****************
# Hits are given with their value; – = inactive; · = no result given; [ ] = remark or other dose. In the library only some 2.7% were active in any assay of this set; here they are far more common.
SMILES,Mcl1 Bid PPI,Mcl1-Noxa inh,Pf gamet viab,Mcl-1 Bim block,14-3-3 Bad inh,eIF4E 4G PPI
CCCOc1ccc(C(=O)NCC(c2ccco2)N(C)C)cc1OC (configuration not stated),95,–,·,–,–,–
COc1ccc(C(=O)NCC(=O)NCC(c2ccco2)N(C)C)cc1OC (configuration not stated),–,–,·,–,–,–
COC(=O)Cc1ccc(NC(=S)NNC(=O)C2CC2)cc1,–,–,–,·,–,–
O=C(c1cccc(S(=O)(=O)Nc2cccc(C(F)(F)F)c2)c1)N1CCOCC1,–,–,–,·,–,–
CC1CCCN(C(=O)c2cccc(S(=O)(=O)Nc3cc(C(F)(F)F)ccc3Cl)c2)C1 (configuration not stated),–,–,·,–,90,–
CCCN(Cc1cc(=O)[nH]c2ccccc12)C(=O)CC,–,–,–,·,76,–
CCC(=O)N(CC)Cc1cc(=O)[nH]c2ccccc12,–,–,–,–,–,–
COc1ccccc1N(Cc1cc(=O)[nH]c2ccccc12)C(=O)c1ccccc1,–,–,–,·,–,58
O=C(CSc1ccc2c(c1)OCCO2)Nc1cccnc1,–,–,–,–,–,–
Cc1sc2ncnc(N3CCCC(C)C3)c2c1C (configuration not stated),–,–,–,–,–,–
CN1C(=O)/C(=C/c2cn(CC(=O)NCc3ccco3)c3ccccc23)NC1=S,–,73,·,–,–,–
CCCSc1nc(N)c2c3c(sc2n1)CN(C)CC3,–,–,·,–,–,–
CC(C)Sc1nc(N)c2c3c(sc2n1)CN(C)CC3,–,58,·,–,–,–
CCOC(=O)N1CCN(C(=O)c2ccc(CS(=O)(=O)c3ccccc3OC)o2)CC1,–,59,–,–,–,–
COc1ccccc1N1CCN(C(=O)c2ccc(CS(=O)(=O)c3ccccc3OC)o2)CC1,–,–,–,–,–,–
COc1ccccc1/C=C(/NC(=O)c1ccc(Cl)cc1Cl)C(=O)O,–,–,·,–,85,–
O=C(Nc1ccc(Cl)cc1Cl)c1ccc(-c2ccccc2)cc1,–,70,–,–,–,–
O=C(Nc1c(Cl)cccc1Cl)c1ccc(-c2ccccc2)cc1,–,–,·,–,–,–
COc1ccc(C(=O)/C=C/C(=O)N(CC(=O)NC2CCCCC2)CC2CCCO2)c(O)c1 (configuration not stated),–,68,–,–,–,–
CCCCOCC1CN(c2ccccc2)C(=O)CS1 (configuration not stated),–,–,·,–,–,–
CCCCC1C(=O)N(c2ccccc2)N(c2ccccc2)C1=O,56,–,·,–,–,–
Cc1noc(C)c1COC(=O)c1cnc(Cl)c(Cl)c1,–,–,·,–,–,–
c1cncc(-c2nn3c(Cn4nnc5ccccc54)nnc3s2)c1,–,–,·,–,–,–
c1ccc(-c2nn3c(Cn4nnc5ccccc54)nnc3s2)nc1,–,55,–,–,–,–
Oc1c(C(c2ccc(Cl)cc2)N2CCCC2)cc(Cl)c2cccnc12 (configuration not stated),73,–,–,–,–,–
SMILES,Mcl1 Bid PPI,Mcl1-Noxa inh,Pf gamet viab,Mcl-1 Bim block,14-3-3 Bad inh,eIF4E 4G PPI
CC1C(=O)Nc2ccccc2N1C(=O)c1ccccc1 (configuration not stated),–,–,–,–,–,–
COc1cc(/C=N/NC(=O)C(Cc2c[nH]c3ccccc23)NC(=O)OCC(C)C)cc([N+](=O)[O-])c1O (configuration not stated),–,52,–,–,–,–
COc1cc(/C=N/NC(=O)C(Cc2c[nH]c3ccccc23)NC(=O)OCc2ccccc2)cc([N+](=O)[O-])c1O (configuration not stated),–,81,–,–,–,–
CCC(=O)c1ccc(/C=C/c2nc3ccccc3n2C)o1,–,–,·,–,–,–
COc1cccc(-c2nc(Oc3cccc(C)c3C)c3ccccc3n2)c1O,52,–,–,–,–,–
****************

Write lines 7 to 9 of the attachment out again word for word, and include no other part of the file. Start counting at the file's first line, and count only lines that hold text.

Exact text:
CC1CCCN(C(=O)c2cccc(S(=O)(=O)Nc3cc(C(F)(F)F)ccc3Cl)c2)C1 (configuration not stated),–,–,·,–,90,–
CCCN(Cc1cc(=O)[nH]c2ccccc12)C(=O)CC,–,–,–,·,76,–
CCC(=O)N(CC)Cc1cc(=O)[nH]c2ccccc12,–,–,–,–,–,–